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CH17245 Supplementary Material · PDF file S1 Supplementary Material Structural, Spectroscopic and Electrochemical Characterisation of Semi-conducting, Solvated [Pt(NH 3) 4](TCNQ)

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  • S1

    Supplementary Material

    Structural, Spectroscopic and Electrochemical Characterisation of Semi-conducting,

    Solvated [Pt(NH3)4](TCNQ)2·(DMF)2 and Non-solvated [Pt(NH3)4](TCNQ)2

    Jinzhen Lu,A,G Ayman Nafady,A,B,G Brendan F. Abrahams,C Muhammad Abdulhamid,A,D

    Bjorn Winther-Jensen,E,F Alan M Bond,A,H and Lisandra L MartinA,H

    A School of Chemistry, Monash University, Clayton, Victoria, 3800, Australia

    B Current address: Chemistry Department, College of Science, King Saud University, Riyadh,

    Saudi Arabia

    C School of Chemistry, University of Melbourne, Victoria, 3010, Australia

    D Current address: Department of Applied Physics, Chalmers University of Technology,

    Göteborg, Sweden

    E Materials Engineering, Monash University, Clayton, Victoria, 3800, Australia

    F Current address: Department of Advanced Science and Engineering, Waseda University,

    Tokyo 169-8555, Japan

    G Joint first authors with an equal contribution.

    H Corresponding authors: Email: [email protected] and [email protected]

    tan13r Typewritten Text 10.1071/CH17245_AC ©CSIRO 2017 Australian Journal of Chemistry 2017, 70(9), 997-1005

  • S2

    Table of contents

    Figure S1: Experimental and calculated powder XRD diffraction pattern of

    [(NH3)4Pt](TCNQ)2 (2) S3

    Figure S2. FTIR spectra of [Pt(NH3)4](TCNQ)2·(DMF)2 (1) and [Pt(NH3)4](TCNQ)2 (2) S4

    Figure S3. UV-vis spectra of dissolved 1, 2, LiTCNQ and neutral TCNQ in CH3CN S5

    Figure S4. Solution phase electrochemistry of 2 S6

    Figure S5. Raman spectra of TCNQ and 2 obtained electrochemically S7

    Figure S6. Voltammetric evidence for nucleation/growth mechanism S8

    Figure S7. Chromoamperometic evidence for nucleation/growth mechanism S9

    Figure S8. 1H NMR spectrum of a supernatant solution after 1 is soaked in D2O S10

    Figure S9. FTIR spectrum of 1 after being soaked in D2O S11

    Table S1. Catalytic properties for several TCNQ(F4)0/1-/2- derived materials S12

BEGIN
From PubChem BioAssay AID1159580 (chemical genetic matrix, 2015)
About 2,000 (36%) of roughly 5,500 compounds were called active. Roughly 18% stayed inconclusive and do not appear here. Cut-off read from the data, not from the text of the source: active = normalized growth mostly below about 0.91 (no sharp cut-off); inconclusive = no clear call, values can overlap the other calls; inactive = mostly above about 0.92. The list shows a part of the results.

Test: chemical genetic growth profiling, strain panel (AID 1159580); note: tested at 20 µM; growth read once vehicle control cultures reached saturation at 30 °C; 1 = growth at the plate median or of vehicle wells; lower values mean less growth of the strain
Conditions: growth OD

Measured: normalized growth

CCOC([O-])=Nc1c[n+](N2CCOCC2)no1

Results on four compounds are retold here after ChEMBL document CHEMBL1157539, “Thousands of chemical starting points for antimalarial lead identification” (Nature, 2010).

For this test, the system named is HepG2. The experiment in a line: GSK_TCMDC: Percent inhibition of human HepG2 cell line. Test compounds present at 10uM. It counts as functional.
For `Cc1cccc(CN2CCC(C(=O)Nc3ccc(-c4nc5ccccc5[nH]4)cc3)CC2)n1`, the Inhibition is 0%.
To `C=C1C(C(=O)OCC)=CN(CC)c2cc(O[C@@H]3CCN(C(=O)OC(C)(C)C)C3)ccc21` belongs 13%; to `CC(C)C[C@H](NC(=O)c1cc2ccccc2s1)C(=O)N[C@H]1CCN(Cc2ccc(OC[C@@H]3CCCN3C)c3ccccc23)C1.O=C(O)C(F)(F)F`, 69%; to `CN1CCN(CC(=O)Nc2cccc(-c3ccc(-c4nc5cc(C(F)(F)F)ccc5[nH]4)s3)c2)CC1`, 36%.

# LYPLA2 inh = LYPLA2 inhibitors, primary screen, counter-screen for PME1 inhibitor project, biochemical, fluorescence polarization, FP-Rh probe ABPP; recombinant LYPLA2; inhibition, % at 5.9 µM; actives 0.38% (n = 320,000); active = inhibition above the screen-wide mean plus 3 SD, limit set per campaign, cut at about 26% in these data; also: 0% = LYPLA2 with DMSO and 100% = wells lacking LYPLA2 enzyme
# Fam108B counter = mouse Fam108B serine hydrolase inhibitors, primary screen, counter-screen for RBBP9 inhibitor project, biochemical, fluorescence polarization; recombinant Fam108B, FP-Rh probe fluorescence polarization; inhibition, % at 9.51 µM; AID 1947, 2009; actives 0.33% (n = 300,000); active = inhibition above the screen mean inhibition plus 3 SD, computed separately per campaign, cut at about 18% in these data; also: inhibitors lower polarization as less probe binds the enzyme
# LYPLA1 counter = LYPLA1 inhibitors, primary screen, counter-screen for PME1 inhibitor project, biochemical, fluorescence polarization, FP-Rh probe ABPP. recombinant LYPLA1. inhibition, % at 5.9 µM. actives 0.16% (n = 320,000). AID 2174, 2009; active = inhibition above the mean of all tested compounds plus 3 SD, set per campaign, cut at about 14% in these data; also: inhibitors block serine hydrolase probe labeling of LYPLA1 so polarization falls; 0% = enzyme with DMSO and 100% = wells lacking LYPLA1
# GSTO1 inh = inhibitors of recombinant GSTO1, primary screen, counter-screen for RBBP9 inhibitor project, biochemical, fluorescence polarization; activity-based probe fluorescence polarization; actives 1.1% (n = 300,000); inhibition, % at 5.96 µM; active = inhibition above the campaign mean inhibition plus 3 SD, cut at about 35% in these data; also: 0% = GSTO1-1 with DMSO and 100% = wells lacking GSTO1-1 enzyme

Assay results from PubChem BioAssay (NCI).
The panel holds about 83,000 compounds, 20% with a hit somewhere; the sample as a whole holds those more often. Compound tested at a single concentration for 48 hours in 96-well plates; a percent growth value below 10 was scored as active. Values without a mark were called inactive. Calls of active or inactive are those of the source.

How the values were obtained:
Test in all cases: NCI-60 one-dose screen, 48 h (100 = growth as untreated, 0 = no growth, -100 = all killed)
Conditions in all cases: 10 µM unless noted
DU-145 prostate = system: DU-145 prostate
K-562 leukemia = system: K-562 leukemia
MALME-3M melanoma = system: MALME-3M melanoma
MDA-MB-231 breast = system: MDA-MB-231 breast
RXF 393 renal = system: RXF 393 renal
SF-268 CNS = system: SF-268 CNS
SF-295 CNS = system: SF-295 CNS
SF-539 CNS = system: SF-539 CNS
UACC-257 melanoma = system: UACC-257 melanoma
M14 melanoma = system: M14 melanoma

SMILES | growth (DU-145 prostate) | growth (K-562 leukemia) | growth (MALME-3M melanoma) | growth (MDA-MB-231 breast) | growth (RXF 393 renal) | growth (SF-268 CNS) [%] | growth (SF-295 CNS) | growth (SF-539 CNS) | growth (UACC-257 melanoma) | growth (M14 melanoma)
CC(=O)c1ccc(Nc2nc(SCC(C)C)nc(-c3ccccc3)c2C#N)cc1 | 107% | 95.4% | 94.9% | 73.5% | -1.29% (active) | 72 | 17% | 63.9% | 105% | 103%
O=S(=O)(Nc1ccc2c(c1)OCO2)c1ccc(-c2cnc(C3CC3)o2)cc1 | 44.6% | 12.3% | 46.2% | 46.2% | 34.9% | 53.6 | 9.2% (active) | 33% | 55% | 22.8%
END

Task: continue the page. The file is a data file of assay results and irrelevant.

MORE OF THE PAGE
Supplementary References S13

  • S3

    Figure S1: Comparison of X-ray powder diffraction pattern of [Pt(NH3)4](TCNQ)2 (2) (blue)

    and that calculated from the structure of [Pt(NH3)4](TCNQ)2 (red). S1

  • S4

    a)

    b)

    Figure S2: FTIR spectrum of solid (a) [Pt(NH3)4](TCNQ)2·(DMF)2 (1) and solid (b)

    [Pt(NH3)4](TCNQ)2 (2)

  • S5

    Figure S3: UV-vis spectra of dissolved [Pt(NH3)4](TCNQ)2·(DMF)2 (1), [Pt(NH3)4](TCNQ)2

    (2), compared with dissolved TCNQ1- (from LiTCNQ) and neutral TCNQ in CH3CN

  • S6

    Figure S4: (a) Transient cyclic voltammograms obtained when chemically synthesized

    [Pt(NH3)4](TCNQ)2 (2) (from water) is dissolved in acetonitrile (0.1 M Bu4NPF6) using a GC

    (1.5 mm) electrode at designated scan rates. (b) Steady-state voltammogram of the same

    solution obtained with a 10 µm Pt micro-disk electrode at scan rate of 20 mV s-1.

  • S7

    Figure S5: Raman spectra of solid TCNQ and solid [Pt(NH3)4][TCNQ]2 (2) collected after

    reductive electrolysis (15 min) at Eapp = - 0.15 V when a TCNQ-modified ITO electrode

    (mechanical attachment method) is in contact with aqueous 0.10 M [Pt(NH3)4](NO3)2

    electrolyte.

    500 1000 1500 2000

    1198

    2197

    1206

    1394 1606

    [Pt(NH3)4][TCNQ]2

    Wavenumbers (cm-1)

    1456

    1602 2224 TCNQ

  • S8

    Voltammetric Evidence of a Nucleation/Growth Mechanism for the

    TCNQ|[Pt(NH3)4](TCNQ)2 solid-solid state interconversion

    Cyclic voltammetry provides support for the presence of rate-determining nucleation-growth

    kineticsS2-12 in the electrochemically induced TCNQ|[Pt(NH3)4](TCNQ)2 solid-solid state

    interconversion processes. This is provided by the detection of current loops (Figure S9) in